>> wrote:
>> > Hi
>> >
>> > I'm working in a corporate environment, with maven builds processed on
>> > atlassian bamboo servers. I've been asked to investigate a solution to
>> > encrypt passwords present in the custom settings.xml file against our
>> > corporate encryption software.
>> >
>> > I've started with the maven's master-password procedure, but with this
>> > procedure, we faced the distributed bamboo's remote agents issue.
>> > passwords must be encrypted using the master password of the server it
>> > is going to be decrypted later on, and with bamboo agents, you cannot
>> > guarantee on which server the build will be executed.
>> >
>> > Then I read about ssh encrypted passwords, but this requires ssh login
>> > for each of our customers on our servers, which they don't have. We
>> > have to many users to create unix accounts for each of them, and
>> > furthermore, we don't want them to access our servers by other
>> > meanings than the bamboo interface. Not mentioning they should have
>> access to every remote agent.
>> >
>> > so this is why we finally get to the point we need to force our bamboo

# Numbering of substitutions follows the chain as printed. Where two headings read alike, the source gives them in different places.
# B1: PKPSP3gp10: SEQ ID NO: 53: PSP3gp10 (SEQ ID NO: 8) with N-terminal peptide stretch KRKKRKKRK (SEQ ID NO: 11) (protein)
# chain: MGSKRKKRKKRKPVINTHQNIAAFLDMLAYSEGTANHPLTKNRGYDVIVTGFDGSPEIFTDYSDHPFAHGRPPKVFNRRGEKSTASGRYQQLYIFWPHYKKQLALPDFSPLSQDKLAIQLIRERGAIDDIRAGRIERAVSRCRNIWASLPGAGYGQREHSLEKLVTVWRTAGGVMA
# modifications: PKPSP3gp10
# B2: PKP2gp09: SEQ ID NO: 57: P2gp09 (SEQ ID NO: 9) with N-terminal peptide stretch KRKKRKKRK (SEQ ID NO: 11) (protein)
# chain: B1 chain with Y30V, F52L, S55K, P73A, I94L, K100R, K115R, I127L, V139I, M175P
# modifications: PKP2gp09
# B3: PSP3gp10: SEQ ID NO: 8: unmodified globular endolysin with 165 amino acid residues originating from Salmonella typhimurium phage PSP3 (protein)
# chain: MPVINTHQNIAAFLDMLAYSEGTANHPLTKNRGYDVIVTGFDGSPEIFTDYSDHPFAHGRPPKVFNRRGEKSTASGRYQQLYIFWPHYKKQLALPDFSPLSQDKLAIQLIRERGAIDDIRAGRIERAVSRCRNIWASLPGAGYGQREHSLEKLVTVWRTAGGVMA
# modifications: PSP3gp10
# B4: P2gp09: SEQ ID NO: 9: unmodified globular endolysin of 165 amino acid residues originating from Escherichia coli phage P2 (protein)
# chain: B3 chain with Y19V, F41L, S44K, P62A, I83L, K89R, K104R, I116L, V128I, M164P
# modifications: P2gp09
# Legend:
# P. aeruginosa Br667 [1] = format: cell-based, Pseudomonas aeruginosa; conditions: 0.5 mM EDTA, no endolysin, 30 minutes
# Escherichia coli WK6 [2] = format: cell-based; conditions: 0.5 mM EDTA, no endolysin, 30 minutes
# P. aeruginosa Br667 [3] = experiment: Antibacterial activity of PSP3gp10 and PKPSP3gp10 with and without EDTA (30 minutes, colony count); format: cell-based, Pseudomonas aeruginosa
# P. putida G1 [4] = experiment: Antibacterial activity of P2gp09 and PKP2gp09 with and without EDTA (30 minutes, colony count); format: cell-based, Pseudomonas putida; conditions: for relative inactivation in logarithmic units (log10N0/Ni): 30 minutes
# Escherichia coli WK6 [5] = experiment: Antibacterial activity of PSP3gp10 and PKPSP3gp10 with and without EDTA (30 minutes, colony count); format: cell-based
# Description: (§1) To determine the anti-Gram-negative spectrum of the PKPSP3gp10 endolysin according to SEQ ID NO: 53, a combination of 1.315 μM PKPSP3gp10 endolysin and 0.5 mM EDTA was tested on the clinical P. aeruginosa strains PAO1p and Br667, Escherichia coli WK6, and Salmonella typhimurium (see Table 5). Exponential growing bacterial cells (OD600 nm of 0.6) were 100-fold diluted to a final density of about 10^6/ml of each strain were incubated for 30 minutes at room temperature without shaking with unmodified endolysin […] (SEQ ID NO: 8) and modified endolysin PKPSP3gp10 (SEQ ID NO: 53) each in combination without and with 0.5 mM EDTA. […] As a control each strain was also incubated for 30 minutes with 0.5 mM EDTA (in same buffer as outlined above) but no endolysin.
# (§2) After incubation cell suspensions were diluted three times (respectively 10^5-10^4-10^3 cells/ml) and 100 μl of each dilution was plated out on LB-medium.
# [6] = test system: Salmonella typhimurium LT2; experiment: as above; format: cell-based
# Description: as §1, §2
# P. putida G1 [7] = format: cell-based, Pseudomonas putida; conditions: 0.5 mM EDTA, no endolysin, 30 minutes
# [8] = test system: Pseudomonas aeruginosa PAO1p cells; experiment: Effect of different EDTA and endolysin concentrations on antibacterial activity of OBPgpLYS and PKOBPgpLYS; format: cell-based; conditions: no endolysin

>> > users to include in their project their own settings.xml file, which
>> > they call in their build with the "-s" parameter.
>> > in settings.xml however, the passwords are plain text, and so are
>> > readable by anyone.
>> >
>> > I was thinking about writing a maven plugin which could use our
>> > corporate encryption software to decrypt passwords. But I cannot
>> > figure out how to hook this inside maven. I already wrote a plugin
>> > that reads the settings.xml file, but how to "push" the decrypted
>> > password inside the maven build process? I'd need something as a "hook"
>> but cannot find any.
>> >
>> > Thanks for everyone for taking the time to read this (quite) long
>> message.
>>
>> ---------------------------------------------------------------------
>> To unsubscribe, e-mail: [hidden email]
>> For additional commands, e-mail: [hidden email]
>>
>>
>> ---------------------------------------------------------------------
>> To unsubscribe, e-mail: [hidden email]
>> For additional commands, e-mail: [hidden email]
>>
>>
>